Traditions and ceremonies

Each region of Madagascar is rich in ritual ceremonies, traditions, tales, and taboos. Foreigners are exempt from having to observe local taboos although it is sensible and considerate to find out as much as possible about the region you are visiting as to avoid offending local people. In general, traditional culture is based on reverence of the ancestors.


A ceremony during which the remains of a selected relative are exhumed from the tomb, wrapped in a new shroud before returning to their resting place. It is an opportunity for family gathering and festivities.

Burial practices:

Tombs are regarded as permanent homes while the houses are only temporary and in many regions, great care is taken of the resting place. It is not unusual to find beautifully painted tombs, erected commemorative stones or carved wooden posts called “Aloalo.”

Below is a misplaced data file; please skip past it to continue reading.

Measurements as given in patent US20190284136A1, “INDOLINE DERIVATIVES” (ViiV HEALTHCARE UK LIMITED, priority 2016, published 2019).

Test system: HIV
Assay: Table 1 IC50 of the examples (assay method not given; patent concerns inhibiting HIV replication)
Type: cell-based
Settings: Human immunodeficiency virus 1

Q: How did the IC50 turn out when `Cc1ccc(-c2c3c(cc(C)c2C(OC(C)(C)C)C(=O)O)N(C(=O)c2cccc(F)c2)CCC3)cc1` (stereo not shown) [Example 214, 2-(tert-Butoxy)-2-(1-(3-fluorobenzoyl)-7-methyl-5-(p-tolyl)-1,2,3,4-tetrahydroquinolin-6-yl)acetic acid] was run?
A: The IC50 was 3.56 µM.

Royal relics bathing by the Sakalava tribes (Fanompoambe and Fitampoha):

Royal relics are taken from their sanctuary and bathed in the Tsiribihina River or in sacrificed zebu blood, following strict rules regarding the proceedings, customs, clothes, hairdos, and etiquette. The festivities last a week and include dances, chanting, and traditional wrestling.